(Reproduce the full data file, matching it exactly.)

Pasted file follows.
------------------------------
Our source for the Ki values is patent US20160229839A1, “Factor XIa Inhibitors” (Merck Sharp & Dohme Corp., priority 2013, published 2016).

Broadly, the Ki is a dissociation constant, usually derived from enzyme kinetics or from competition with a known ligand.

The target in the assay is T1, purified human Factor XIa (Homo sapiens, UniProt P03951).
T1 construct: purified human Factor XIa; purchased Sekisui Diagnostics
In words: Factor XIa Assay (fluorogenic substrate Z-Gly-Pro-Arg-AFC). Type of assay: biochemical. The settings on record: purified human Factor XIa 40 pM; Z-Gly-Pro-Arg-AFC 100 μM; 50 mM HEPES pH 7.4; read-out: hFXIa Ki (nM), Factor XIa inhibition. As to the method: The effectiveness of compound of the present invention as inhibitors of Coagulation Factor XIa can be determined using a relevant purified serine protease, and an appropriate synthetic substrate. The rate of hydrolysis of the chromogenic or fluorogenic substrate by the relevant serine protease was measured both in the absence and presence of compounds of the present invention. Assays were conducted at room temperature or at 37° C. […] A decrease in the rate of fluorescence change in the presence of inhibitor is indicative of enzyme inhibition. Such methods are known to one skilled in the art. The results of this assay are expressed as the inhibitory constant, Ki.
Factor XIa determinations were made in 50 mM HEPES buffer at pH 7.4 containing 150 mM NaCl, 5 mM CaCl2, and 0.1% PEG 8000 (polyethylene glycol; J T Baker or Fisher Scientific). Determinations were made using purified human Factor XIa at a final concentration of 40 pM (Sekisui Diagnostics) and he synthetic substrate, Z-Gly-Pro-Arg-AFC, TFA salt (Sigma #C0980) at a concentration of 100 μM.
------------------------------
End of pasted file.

Our source for the Ki values is patent US20160229839A1, “Factor XIa Inhibitors” (Merck Sharp & Dohme Corp., priority 2013, published 2016).

Broadly, the Ki is a dissociation constant, usually derived from enzyme kinetics or from competition with a known ligand.

The target in the assay is T1, purified human Factor XIa (Homo sapiens, UniProt P03951).
T1 construct: purified human Factor XIa; purchased Sekisui Diagnostics
In words: Factor XIa Assay (fluorogenic substrate Z-Gly-Pro-Arg-AFC). Type of assay: biochemical. The settings on record: purified human Factor XIa 40 pM; Z-Gly-Pro-Arg-AFC 100 μM; 50 mM HEPES pH 7.4; read-out: hFXIa Ki (nM), Factor XIa inhibition. As to the method: The effectiveness of compound of the present invention as inhibitors of Coagulation Factor XIa can be determined using a relevant purified serine protease, and an appropriate synthetic substrate. The rate of hydrolysis of the chromogenic or fluorogenic substrate by the relevant serine protease was measured both in the absence and presence of compounds of the present invention. Assays were conducted at room temperature or at 37° C. […] A decrease in the rate of fluorescence change in the presence of inhibitor is indicative of enzyme inhibition. Such methods are known to one skilled in the art. The results of this assay are expressed as the inhibitory constant, Ki.
Factor XIa determinations were made in 50 mM HEPES buffer at pH 7.4 containing 150 mM NaCl, 5 mM CaCl2, and 0.1% PEG 8000 (polyethylene glycol; J T Baker or Fisher Scientific). Determinations were made using purified human Factor XIa at a final concentration of 40 pM (Sekisui Diagnostics) and he synthetic substrate, Z-Gly-Pro-Arg-AFC, TFA salt (Sigma #C0980) at a concentration of 100 μM.